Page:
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Promote Adult Literacy by Teaching Reading Skills

by Sandra Bynum
The Challenge

Adult illiteracy can have a devastating effect on a person’s quality of life. Imagine the frustration of not being able to perform basic literary tasks such as reading the newspaper, deciphering a bus schedule, understanding a drug label, completing an order form, or balancing a checkbook. Besides making everyday life extremely difficult, an inability to read may cause depression, stress, and a lack of self-respect.

Furthermore, adult illiteracy can impact the entire family because inadequate reading skills usually result in limited earning power. Approximately 50% of the chronically unemployed are functionally illiterate, and over 80% of unemployed parents lack a high school diploma.

Nationally, one in five people have difficulty with very basic reading skills. Improving reading skills and achieving a higher level of literacy can result in more effective functioning in society and a better quality of life. Because of social stigma, however, many adults go to great lengths to conceal that they are non-literate and fail to seek the help they need.

Fortunately, you can help, because it is never too late for a person to improve his or her reading skills. Even individuals who have never learned to read can attain an acceptable level of literacy with the one-on-one help of a caring volunteer tutor.

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Without realizing it, you may already know an adult who cannot read. Non-literate adults are often very adept at concealing their lack of reading skills. If someone you know regularly "forgets" his or her glasses, or never "has time" to fill out a form or to read instructions, it is possible that this person is unable to read. Help him or her acquire literacy by offering personal tutoring.

Do you know any recent immigrants or low-skilled tradespeople who speak English as a second language? They may welcome your offer to help them improve their English and reading skills.

Be sensitive that your future student may be embarrassed and self-conscious, or may even deny having a reading problem. Do not make any quick assessments or judgments. Remember, your goal is to determine what you can to help this person achieve a higher level of literacy, a new measure of self-esteem, and a more fulfilling life. Here's how to get started:

  • Be a friend. Let the person know that you are interested in him or her. Discuss reading and literacy issues, mentioning your interest in volunteering your time to help someone improve his or her reading skills. Encourage your friend to talk about his or her opinions and ideas about reading. Your interest and accessibility may inspire your friend to disclose any reading problems with you. Offer your support and willingness to help, eventually making a mutual commitment to work together.
  • Download a free copy of the Reading Helpers handbook for teaching tutors. Familiarize yourself with the general information for new tutors. Learn about goal-setting, assessment strategies, and the lesson-planning process. This will help you to prepare for your first meeting so that you will know how to assess your student's needs.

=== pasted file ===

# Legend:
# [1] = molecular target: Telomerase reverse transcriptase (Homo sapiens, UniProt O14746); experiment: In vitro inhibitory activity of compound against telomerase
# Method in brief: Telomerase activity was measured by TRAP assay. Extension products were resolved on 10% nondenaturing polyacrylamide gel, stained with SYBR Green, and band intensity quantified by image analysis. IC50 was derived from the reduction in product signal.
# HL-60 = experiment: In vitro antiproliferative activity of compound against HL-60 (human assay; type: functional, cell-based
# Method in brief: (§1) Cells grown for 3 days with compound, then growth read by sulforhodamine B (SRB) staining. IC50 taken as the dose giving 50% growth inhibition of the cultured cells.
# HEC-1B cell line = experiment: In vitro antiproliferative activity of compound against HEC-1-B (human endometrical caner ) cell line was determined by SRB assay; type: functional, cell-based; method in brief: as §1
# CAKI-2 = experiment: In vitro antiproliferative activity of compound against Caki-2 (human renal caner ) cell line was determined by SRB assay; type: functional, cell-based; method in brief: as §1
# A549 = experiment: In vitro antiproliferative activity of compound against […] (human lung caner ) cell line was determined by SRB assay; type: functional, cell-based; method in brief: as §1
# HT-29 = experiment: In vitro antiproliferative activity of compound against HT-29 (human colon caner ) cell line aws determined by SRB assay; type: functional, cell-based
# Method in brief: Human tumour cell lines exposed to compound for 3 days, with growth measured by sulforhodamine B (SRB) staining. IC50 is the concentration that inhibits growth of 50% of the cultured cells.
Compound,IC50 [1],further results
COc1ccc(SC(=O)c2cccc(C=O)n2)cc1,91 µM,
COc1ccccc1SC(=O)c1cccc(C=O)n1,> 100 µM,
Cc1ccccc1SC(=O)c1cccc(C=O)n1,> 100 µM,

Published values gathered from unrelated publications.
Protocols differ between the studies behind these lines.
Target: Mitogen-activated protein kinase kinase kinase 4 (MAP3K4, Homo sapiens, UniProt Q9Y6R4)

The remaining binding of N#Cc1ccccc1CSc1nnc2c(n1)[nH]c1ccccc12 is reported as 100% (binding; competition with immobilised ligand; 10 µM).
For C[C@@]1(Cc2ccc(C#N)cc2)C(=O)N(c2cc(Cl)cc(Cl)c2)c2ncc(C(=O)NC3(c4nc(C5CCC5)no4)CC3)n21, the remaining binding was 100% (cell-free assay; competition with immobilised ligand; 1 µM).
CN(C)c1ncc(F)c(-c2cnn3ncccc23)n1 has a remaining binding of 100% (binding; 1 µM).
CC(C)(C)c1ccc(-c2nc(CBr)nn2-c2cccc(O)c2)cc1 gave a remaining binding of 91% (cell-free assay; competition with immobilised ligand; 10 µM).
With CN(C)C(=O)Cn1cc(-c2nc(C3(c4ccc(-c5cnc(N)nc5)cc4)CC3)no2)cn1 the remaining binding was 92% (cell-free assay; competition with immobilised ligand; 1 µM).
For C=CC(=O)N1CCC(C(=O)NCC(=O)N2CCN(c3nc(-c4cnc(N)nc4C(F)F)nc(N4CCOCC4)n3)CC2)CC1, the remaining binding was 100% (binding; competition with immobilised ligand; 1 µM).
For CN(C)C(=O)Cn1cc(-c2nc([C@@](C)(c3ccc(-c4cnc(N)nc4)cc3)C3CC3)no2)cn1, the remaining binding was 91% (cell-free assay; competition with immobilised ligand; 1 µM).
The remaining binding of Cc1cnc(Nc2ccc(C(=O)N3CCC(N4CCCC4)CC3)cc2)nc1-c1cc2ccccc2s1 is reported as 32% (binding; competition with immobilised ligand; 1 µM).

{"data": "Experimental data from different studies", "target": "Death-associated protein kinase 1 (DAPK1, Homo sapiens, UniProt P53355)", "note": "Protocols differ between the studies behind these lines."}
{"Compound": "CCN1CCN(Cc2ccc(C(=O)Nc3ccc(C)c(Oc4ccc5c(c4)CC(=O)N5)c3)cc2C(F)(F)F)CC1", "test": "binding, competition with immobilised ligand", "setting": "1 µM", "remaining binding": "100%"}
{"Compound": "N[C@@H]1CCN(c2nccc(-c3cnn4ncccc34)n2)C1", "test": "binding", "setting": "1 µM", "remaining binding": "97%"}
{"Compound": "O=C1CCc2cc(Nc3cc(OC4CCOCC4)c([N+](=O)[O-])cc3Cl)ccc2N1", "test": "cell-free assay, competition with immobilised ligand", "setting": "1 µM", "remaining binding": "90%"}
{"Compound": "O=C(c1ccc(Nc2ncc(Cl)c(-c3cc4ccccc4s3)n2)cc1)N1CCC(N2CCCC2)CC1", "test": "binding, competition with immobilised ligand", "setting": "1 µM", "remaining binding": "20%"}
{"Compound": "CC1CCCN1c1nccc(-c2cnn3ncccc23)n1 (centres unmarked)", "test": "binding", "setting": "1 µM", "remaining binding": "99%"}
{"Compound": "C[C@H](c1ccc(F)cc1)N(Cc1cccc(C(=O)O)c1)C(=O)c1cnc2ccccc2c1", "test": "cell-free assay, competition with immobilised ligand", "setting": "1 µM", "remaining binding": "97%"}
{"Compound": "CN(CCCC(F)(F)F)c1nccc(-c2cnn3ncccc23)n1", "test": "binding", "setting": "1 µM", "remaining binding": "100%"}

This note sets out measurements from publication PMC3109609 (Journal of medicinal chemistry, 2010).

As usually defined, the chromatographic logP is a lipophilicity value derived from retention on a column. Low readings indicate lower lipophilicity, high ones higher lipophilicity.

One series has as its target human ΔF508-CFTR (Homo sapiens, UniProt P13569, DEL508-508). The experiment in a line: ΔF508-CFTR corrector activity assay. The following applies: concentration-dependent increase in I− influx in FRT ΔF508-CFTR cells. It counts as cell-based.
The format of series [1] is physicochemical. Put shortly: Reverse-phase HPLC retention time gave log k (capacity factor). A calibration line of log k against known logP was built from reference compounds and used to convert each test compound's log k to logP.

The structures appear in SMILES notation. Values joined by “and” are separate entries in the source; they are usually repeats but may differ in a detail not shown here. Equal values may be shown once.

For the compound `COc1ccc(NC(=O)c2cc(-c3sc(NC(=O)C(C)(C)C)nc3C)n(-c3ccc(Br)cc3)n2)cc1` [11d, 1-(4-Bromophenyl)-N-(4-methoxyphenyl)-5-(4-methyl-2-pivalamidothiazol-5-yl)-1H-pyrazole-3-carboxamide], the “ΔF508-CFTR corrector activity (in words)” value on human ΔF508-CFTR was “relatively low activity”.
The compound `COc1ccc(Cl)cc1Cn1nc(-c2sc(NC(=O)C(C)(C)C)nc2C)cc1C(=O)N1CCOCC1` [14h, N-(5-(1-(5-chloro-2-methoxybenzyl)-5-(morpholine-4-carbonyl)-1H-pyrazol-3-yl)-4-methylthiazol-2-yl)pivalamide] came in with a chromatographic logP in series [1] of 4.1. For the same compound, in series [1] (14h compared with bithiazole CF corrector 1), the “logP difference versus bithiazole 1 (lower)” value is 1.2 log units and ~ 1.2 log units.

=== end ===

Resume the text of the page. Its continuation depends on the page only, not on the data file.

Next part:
• Decide upon a place and a time that is convenient for both of you. Encourage your student to talk openly and honestly about reading and what types of difficulties he or she is having. Use the Training Manual to decide together what level of reading to begin with and how you will proceed from there. Help your student to set step-by-step, attainable goals.
  • Meet regularly, at least once or twice weekly, always working towards helping your student set and meet goals in his or her quest for literacy. Refer to Project Read for more information and resources including tutoring tips, online reading games, and helpful links.

If you would prefer more structure and support, you can find literacy centers and reading skills programs available in nearly every community. Usually sponsored by the local library, these adult literacy programs depend on volunteer tutors to help a broad spectrum of students 16 and older learn to read. Most of these programs provide professional training and all of the materials you will need. Once training is completed, a volunteer usually makes a time commitment of 1½ to 2 hours per week working with an adult student.

You can also help improve literacy in your community in many other ways, such as:

  • recruiting or referring students to local literacy programs
  • providing space or facilities for tutoring
  • requesting an adult literacy program speaker to explain the program to your organization
  • promoting jail and prison literacy programs in your area
  • collecting used paperback books to donate to libraries, jails, prisons, and shelters; or giving them to homeless people on the street
  • donating goods and services to your local literacy program

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